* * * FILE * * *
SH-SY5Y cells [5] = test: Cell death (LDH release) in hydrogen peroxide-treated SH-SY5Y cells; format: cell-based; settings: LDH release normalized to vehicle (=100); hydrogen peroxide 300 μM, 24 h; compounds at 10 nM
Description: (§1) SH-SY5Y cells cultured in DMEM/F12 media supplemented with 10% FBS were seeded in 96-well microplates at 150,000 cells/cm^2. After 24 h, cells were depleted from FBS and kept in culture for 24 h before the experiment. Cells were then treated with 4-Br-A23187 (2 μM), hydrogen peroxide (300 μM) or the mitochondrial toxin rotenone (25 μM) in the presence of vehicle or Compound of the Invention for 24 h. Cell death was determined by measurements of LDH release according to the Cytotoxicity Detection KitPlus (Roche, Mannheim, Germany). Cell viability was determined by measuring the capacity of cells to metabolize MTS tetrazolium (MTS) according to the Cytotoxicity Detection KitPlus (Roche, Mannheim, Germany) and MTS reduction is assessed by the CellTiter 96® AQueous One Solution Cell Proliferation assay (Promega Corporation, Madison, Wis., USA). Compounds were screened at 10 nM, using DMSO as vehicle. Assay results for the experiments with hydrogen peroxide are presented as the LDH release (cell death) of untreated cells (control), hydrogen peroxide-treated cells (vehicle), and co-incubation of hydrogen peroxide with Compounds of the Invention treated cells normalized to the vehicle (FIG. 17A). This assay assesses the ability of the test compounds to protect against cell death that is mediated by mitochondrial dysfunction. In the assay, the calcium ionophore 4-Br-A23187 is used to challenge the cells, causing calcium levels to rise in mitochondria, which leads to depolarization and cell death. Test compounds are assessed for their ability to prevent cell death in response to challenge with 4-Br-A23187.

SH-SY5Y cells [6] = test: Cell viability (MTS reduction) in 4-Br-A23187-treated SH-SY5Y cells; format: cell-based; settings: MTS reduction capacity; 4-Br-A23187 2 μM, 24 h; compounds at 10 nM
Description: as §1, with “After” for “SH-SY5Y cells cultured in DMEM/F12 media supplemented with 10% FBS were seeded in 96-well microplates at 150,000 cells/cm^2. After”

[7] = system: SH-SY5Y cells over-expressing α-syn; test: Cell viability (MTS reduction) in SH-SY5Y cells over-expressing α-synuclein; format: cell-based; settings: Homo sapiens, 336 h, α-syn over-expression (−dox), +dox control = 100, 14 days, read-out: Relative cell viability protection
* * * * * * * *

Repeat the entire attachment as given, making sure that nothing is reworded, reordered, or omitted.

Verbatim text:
SH-SY5Y cells [5] = test: Cell death (LDH release) in hydrogen peroxide-treated SH-SY5Y cells; format: cell-based; settings: LDH release normalized to vehicle (=100); hydrogen peroxide 300 μM, 24 h; compounds at 10 nM
Description: (§1) SH-SY5Y cells cultured in DMEM/F12 media supplemented with 10% FBS were seeded in 96-well microplates at 150,000 cells/cm^2. After 24 h, cells were depleted from FBS and kept in culture for 24 h before the experiment. Cells were then treated with 4-Br-A23187 (2 μM), hydrogen peroxide (300 μM) or the mitochondrial toxin rotenone (25 μM) in the presence of vehicle or Compound of the Invention for 24 h. Cell death was determined by measurements of LDH release according to the Cytotoxicity Detection KitPlus (Roche, Mannheim, Germany). Cell viability was determined by measuring the capacity of cells to metabolize MTS tetrazolium (MTS) according to the Cytotoxicity Detection KitPlus (Roche, Mannheim, Germany) and MTS reduction is assessed by the CellTiter 96® AQueous One Solution Cell Proliferation assay (Promega Corporation, Madison, Wis., USA). Compounds were screened at 10 nM, using DMSO as vehicle. Assay results for the experiments with hydrogen peroxide are presented as the LDH release (cell death) of untreated cells (control), hydrogen peroxide-treated cells (vehicle), and co-incubation of hydrogen peroxide with Compounds of the Invention treated cells normalized to the vehicle (FIG. 17A). This assay assesses the ability of the test compounds to protect against cell death that is mediated by mitochondrial dysfunction. In the assay, the calcium ionophore 4-Br-A23187 is used to challenge the cells, causing calcium levels to rise in mitochondria, which leads to depolarization and cell death. Test compounds are assessed for their ability to prevent cell death in response to challenge with 4-Br-A23187.

SH-SY5Y cells [6] = test: Cell viability (MTS reduction) in 4-Br-A23187-treated SH-SY5Y cells; format: cell-based; settings: MTS reduction capacity; 4-Br-A23187 2 μM, 24 h; compounds at 10 nM
Description: as §1, with “After” for “SH-SY5Y cells cultured in DMEM/F12 media supplemented with 10% FBS were seeded in 96-well microplates at 150,000 cells/cm^2. After”

[7] = system: SH-SY5Y cells over-expressing α-syn; test: Cell viability (MTS reduction) in SH-SY5Y cells over-expressing α-synuclein; format: cell-based; settings: Homo sapiens, 336 h, α-syn over-expression (−dox), +dox control = 100, 14 days, read-out: Relative cell viability protection